Germany has ‘too little paper’ for vaccine mandate, health insurers claim

Germany's statutory health insurance companies have said that they wouldn't be able to enforce a future vaccine mandate due to a "lack of paper".

A large folder filled with documents.
A large folder filled with papers. Photo: picture alliance / dpa | Marijan Murat

Statutory health insurance companies consider proposals for a general vaccine mandate in Germany to be unworkable – partly because they’re worried about running out of paper. 

In a statement released on Monday, the German National Association of Statutory Health Insurance Funds (GKV) said there was an “acute paper shortage” in Europe, leaving little material “for the approximately 120 million letters” that would need to be sent to the insured as a result of the mandate.

German politicians are currently considering a number of competing bills on the vaccine mandate, with a vote on the matter scheduled for early April.

One of the bills, which sets out plans for an over-18s mandate, dictates that health insurers inform their customers of the new vaccination obligation by May 15th.

READ ALSO: ANALYSIS: Will Germany introduce a vaccine mandate this year?

But the health insurance firms say this deadline “cannot be met organisationally”. According to them, the necessary European call for tenders for the printing orders alone would “go beyond the timeframe”. 

In addition, the health insurance funds say they don’t always have the current address of their customers and would be unable to guarantee that they could reach them reliably.

A Twitter account for the German paper industry was quick to respond to claims that they would be unable to fill the requested orders.

“The umbrella organisation of the GKV has stated in a statement that the implementation of a vaccination obligation would not be possible due to the lack of paper for the necessary letters,” they wrote. “We cannot understand this. The German paper industry is able to deliver.”

On Thursday, the Bundestag debated the bills and motions on a general vaccination obligation for the first time.

The five bills cover a a full spectrum of opinions, from making vaccination compulsory for all adults to saying no to all vaccine mandates, including the existing mandate for health workers.

A vote will be held on the draft laws in early April. 

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Germany’s Scholz rules out second attempt at vaccine mandate

After an attempt to introduce an over-60s vaccine mandate was rejected in parliament, German chancellor Olaf Scholz (SPD) has said his government will not bring the issue to a vote again.

Germany's Scholz rules out second attempt at vaccine mandate

Chancellor Olaf Scholz (SPD) has rejected the idea of a second attempt to introduce mandatory Covid vaccinations.

“There is no legislative majority in the Bundestag for compulsory vaccination,” he said on Thursday evening after consultations with the leaders of the federal states in Berlin.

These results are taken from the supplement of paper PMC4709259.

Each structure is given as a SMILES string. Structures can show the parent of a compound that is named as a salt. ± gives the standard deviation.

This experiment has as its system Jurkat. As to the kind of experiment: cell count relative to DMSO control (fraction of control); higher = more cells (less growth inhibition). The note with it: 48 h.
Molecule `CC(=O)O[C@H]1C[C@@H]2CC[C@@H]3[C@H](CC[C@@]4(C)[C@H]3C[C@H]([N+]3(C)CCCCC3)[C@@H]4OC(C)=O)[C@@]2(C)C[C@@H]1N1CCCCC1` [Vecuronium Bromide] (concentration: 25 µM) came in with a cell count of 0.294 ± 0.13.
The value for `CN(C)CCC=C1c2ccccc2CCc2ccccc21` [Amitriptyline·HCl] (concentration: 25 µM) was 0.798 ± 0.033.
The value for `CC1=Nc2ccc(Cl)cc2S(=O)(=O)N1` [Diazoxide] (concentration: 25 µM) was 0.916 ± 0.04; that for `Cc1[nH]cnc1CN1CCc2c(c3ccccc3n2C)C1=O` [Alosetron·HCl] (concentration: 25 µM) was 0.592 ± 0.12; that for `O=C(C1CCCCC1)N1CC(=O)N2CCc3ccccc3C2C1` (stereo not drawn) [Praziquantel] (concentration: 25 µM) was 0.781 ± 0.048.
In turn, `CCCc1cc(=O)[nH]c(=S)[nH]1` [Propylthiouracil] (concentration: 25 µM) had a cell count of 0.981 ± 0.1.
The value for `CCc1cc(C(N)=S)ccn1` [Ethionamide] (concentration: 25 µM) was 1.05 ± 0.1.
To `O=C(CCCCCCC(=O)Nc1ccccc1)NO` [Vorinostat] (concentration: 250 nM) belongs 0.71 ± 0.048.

Expressing his regret at the lack of support for the move, he said this reality would have to be the “starting point” for any future vaccination drives. 

“I am, of course, disappointed that there was no majority today, I don’t want to hide that at all,” said Scholz. “I am still convinced that it would be right to have compulsory vaccination in Germany. With the Bundestag decision, however, a very clear statement by the legislator had now been made.”

Despite the fact that Covid-19 vaccines have been available in Germany for more than a year, around 24 percent of the population still have no vaccine protection whatsoever.

Of these, around 4-5 percent are too young to get the Covid vaccine, but around 20 percent are either against the idea or still on the fence. 

“We will do everything we can to convince even more citizens of this country to get vaccinated,” Scholz told reporters. “This will require our creativity.”

READ ALSO: Scholz gets stinging defeat in parliament with Covid jab vote

On Thursday, a bill for compulsory vaccination for everyone over the age of 60 was voted down in the Bundestag, dealing a painful blow to its supporters in the traffic-light coalition. 

The bill had been promoted primarily by SPD and Green MPs, including Scholz himself and Federal Health Minister Karl Lauterbach (SPD). A motion from the opposition CDU/CSU parties to introduce a vaccine register and potential target vaccine mandates was also rejected by the house. 

‘Bitter defeat’

Scholz is not alone in ruling out the possibility of reviving the vaccine mandate issue. 

Speaking to Tagesschau in Berlin, Health Minister Karl Lauterbach said the failure of the bill had been a “bitter defeat” that made it unlikely that any future bill on the subject would gain enough support to succeed.

“It’s a clear result that has to be lived with,” he said. “I’m sceptical about whether we can still achieve anything through additional talks.”

In a democracy, he said, this had to be respected.

But he explained that the failure of compulsory vaccination is bad news for vulnerable patients, for those who work to treat and care for Covid patients, and for all those who have to live with restrictions. A new wave of infections is likely by autumn at the latest, Lauterbach said.

READ ALSO: German Health Minister to target undecided in new Covid jab campaign